An attempt by ex-general Prabowo Subianto to overturn the Indonesian vote that elevated Jakarta Governor Joko Widodo to the presidency is set to hinge on nine justices in a test of the highest court for election matters. Prabowo’s lawyer said the Suharto-era commando will file a suit with the Constitutional Court tomorrow questioning the validity of about 30 million votes after Widodo, known as Jokowi, won by 8.4 million ballots. Prabowo, 62, pulled out of vote counting after calling the July 9 poll “undemocratic” and riddled with fraud. Prabowo’s last-minute effort to swing the result will raise pressure on the court to issue a decision rooted in the law. Failure to deliver a clean result would be a setback for a young democracy still emerging from decades of rule by dictator Suharto, and may risk street protests that could destabilise Asia’s fifth-largest economy. “Voters believe the election was fair and from the perspective of the public it’s doubtful there’s been massive fraud,” according to Dodi Ambardi, executive director of polling agency Lembaga Survei Indonesia and a member of Persepi, an organisation of survey companies. A ruling changing the outcome “will result in unrest in Indonesian society because there will be so much evidence showing the election commission’s vote-counting process, which was done in the public eye, is being overturned.”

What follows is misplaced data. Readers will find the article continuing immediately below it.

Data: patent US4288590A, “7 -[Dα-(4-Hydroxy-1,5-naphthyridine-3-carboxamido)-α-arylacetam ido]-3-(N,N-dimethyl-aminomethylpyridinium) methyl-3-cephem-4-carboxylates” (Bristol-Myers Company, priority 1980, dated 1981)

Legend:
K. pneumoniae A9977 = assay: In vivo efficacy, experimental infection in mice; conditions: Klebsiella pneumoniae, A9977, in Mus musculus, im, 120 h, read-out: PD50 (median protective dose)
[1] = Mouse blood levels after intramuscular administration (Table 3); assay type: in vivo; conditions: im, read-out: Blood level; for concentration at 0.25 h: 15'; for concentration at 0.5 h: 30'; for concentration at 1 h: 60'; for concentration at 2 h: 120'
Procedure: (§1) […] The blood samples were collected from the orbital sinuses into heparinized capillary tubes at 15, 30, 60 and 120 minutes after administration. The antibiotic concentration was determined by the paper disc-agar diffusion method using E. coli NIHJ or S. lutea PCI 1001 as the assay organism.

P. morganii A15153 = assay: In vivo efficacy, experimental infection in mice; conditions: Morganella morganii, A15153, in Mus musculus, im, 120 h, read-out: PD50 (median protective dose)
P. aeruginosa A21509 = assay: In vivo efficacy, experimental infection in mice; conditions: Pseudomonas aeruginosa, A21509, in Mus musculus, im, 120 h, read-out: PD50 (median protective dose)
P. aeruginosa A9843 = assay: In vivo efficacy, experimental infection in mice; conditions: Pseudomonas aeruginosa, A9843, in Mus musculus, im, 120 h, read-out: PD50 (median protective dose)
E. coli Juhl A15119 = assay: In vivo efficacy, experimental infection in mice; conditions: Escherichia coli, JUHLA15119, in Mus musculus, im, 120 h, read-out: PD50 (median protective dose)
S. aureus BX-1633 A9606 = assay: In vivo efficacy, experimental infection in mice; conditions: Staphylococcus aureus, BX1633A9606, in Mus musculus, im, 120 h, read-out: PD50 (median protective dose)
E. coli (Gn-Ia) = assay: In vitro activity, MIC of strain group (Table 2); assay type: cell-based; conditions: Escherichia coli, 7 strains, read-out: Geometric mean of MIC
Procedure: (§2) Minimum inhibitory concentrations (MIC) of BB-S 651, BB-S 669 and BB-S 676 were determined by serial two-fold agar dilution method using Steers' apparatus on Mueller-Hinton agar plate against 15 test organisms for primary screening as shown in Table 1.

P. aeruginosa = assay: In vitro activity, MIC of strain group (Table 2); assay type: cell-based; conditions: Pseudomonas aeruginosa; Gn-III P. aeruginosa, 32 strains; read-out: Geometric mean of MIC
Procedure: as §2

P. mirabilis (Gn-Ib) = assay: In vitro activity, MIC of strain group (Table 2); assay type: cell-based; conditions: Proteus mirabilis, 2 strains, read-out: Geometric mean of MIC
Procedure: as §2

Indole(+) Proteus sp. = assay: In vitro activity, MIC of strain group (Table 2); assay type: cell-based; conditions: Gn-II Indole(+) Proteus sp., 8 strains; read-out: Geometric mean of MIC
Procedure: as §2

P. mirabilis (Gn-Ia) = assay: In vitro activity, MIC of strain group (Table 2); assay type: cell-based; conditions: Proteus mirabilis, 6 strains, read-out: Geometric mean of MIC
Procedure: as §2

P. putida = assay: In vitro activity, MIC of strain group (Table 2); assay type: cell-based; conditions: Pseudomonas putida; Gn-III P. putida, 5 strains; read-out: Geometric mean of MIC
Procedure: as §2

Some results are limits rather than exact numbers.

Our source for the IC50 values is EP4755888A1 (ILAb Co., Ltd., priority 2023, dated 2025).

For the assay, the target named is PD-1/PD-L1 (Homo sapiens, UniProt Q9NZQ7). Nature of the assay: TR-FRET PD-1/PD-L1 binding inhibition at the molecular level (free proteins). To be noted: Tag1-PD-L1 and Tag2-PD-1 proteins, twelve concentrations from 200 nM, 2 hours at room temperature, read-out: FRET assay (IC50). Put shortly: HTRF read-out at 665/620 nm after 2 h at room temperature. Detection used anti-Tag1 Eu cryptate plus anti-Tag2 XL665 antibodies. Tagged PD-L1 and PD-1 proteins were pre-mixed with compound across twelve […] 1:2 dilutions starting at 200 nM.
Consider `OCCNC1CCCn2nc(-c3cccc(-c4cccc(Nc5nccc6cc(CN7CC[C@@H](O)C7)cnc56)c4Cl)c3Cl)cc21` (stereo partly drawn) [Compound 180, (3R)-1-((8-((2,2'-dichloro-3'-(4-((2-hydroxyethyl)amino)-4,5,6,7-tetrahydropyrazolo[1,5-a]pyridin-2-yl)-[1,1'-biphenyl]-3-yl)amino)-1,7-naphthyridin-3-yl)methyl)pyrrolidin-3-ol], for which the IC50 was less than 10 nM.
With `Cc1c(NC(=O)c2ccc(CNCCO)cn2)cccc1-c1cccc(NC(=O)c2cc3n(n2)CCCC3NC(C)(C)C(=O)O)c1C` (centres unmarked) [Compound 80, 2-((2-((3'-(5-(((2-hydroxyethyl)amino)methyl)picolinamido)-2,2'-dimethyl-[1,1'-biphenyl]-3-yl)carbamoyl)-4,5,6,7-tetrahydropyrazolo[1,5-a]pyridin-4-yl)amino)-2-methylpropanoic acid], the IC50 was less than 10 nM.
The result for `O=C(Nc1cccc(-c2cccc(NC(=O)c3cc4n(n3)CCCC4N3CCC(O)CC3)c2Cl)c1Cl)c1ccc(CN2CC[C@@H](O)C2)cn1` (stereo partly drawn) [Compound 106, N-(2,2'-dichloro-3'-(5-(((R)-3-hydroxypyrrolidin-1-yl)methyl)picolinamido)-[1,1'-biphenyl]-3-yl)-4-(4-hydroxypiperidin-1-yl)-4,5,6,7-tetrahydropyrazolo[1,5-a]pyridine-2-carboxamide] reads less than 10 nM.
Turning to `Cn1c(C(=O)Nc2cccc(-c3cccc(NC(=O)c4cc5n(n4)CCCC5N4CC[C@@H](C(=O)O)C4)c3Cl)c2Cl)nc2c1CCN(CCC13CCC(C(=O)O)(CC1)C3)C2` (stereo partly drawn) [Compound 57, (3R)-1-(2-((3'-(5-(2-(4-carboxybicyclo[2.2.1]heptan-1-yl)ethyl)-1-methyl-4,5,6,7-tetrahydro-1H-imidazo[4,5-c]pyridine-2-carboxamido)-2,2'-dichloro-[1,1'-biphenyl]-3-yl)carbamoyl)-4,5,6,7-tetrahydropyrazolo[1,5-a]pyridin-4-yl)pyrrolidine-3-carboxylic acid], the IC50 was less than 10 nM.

There were questions about voting procedures at at least 59,000 of the nation’s almost 480,000 polling stations, one of Prabowo’s lawyers Didi Supriyanto said yesterday, a day after official results were announced. Proof of fraud would be included in the plea to be filed to the court, which was about democratic fairness and not just about Prabowo becoming president, he said.
“We will not relinquish our push for transparency until the government investigates this evidence,” said Tantowi Yahya, a spokesman for the Prabowo camp. “This is important to ensure a legitimate incoming government and president that will establish political certainty and stability.”
Financial markets welcomed the official results showing Jokowi won with 53.15 per cent of the vote, with the rupiah rising 0.9 per cent yesterday and the Jakarta Composite index of shares gaining 0.2 per cent. The rupiah was 0.3 per cent lower against the dollar at 12.48pm in Jakarta, at 11,543.
US President Barack Obama called Jokowi to congratulate him on his victory and “noted that through this free and fair election, the people of Indonesia have once again shown their commitment to democracy,” the White House said in an e-mailed statement yesterday.